I literally just paid for an upgrade from FTpro to FT3... and it doesn't feel like much of an upgrade and I'm pretty sure I was happier with it when I was messing around 7 years ago. So I'm willing to put my money where my mouth is, but right now I'm really, really frustrated, because I'm trying to design a map for a science fiction world I'm creating, and this SHOULD be able to do the job, but right now I'm thinking I'm going to let go of the map idea completely and move on to other parts of the project because it is not worth my time to keep fighting it.

    I'm pretty sensitive to things that waste my time like this because I have rheumatoid arthritis which affects my hands, and wasted clicks and correcting mistakes that shouldn't have happened in the first place cause me physical pain. I don't mind drawing in a few mountain ranges, but I shouldn't have to spend a couple hours fighting a bad map seam by trying to manually fix what never should have been broken in the first place. The whole point of having procedural generation is to avoid that minutiae.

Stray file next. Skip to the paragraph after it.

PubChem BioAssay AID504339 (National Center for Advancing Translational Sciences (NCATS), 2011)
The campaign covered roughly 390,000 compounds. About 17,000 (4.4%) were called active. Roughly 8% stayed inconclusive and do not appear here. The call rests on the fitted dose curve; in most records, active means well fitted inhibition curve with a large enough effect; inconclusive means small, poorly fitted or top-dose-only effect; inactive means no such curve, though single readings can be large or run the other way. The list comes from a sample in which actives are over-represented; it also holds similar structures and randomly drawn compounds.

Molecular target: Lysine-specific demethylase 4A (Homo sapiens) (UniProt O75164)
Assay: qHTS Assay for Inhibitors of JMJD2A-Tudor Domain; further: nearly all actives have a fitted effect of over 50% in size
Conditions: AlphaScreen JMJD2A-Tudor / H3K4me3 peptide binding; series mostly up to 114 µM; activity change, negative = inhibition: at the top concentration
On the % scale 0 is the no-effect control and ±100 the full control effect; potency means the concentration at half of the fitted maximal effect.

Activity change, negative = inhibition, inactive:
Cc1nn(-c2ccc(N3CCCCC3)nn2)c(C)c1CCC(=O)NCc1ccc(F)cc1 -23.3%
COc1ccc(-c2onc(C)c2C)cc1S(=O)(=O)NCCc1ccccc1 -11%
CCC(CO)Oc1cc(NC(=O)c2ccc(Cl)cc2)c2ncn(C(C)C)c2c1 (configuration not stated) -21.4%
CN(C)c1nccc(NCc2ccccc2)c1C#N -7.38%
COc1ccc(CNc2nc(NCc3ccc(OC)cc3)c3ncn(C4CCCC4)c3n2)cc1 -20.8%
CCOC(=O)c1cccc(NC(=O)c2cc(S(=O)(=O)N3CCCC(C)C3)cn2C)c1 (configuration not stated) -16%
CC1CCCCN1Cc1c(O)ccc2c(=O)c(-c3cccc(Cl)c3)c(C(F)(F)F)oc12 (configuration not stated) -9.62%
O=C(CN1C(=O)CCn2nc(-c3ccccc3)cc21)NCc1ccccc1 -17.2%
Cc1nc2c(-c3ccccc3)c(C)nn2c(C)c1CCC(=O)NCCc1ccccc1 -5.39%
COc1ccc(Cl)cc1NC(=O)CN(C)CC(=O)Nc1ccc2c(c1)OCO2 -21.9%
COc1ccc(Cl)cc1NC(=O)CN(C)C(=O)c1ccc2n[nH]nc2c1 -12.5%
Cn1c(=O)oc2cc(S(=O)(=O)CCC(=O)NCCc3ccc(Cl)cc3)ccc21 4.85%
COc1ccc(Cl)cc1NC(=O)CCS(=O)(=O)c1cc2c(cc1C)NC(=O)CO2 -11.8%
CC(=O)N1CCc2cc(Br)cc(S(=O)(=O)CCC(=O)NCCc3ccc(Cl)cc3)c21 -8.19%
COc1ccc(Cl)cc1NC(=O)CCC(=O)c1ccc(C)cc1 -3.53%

(And if we're really getting pie in the sky here on the modernization... plate tectonics? global warming? I can dream, right?)
    • CommentAuthorJimP
    • CommentTimeDec 13th 2017
     
    I use FT2 Ridged Multifractal for my Fractal Function Method. Then export as a map file, or png.

    I do my map works in CC3/CC3Plus. I make layer and sheet named bmp. Insert the png on that layer and sheet. Then use it as a drawing guide. You can hide the layer to check your work.
    • CommentAuthorjslayton
    • CommentTimeDec 13th 2017
     
    I do agree with a lot of what you say. From my perspective, the biggest stumbling blocks for FT are: